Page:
After-sales and recovery: let’s take a look

It’s undeniable that the months of March and April meant a period of reduced activity and profit for the automotive after-sales market, which only in recent weeks has gone back to display positive trends. Given this new normality we are about to experience, made up of smart working and social distancing, a question arises, what impact will it have on the after-sales sector? Taking into account the persistence of a general situation of distress, true to practically the whole world, after-sales operators will have to take quick measures to be able to face the restart with the right approach.

Automotive after-sales: a ‘resilient’ business

It must be said that the automotive sector is usually less sensitive to the first impact of a crisis: typically, in a difficult economic period, you may not buy a new car, but you certainly repair the one you already have in order to keep using it.

A recent study released by McKinsey tried to take stock, studying previous periods of global crisis to quantify the changes in demand, earnings, and other performance indicators that are normally affected during difficult times. The resulting patterns were then projected onto the current situation to enable a forecast of the immediate future, to better understand what the so-called “new normal” will be like. That being said, and taking as example the 2007/09 financial crisis, even in a situation of general distress for the automotive industry, the after-sales sector was resilient to a greater extent and, at least in Europe and the US, remained relatively stable in revenues.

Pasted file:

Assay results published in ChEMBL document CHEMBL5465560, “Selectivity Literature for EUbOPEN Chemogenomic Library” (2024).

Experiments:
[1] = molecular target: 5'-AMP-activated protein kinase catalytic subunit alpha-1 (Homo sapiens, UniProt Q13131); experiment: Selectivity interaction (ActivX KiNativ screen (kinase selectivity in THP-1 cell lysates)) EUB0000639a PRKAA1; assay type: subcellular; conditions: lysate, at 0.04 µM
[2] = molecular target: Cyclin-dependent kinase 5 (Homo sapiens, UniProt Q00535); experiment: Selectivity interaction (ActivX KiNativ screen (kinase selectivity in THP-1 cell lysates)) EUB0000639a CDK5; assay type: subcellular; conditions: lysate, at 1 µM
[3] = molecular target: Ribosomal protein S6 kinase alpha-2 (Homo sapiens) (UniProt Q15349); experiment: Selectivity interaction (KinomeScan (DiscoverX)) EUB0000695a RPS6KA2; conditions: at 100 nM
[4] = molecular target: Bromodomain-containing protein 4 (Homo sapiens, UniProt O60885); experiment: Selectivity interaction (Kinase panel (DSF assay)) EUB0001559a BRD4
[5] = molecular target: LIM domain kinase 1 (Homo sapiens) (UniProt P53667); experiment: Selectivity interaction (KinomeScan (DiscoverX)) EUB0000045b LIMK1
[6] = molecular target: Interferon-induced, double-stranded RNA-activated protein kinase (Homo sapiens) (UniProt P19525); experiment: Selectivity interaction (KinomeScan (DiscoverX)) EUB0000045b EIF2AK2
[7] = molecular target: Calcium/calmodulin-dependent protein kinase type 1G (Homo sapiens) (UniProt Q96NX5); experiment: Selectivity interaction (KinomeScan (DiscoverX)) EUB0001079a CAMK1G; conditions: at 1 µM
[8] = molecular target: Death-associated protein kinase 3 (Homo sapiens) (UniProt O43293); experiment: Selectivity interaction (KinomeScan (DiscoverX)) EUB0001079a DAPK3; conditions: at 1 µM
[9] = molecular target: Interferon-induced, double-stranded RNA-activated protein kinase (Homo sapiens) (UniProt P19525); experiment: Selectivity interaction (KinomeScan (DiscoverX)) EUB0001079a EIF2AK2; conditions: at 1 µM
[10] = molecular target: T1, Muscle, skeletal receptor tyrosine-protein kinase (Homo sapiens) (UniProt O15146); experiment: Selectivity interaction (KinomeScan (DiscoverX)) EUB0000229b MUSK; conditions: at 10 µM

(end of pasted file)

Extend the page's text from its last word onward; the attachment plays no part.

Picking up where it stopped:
An unparalleled crisis

What’s the difference today? Five elements: fewer miles driven, fewer accidents, fewer car inspections and services (as governments often postponed deadlines), and increased ecommerce for spare-parts products, at the expense of purchases handled by workshops and spare-parts dealers. On a positive and potentially beneficial note, there’s a decreasing desire to use public transport (we have discussed this in relation to car-sharing), with a consequent push to purchasing vehicles. The impact of these 5 factors has led to a reasses the current year’s forecasts, which for Europe suggest a decline of 5 – 7% if the containment of the virus is successful, and even between 15 and 17% if infections resume in the autumn.

The digital aid

At this point the question is: how to deal with this uncertainty? The answer is rather complex, but to sum up we could say that it’s necessary to turn the crisis into an opportunity, seizing emerging trends, and turning them into one’s advantage. Today, a digital action plan represents an asset that must make customer relations easier, and more effective: it’s necessary to digitalize the customer check-in phase, intake of appointments, sending quotes and choice (perhaps the purchase) of spare parts. These seemingly simple aspects are often taken for granted, but they represent a real challenge for those stuck with an analogical approach: for instance, MotorK’s latest estimates indicate that 30% of workshops in Italy do not own a website. The future of the after-sales sector also depends on this dimension.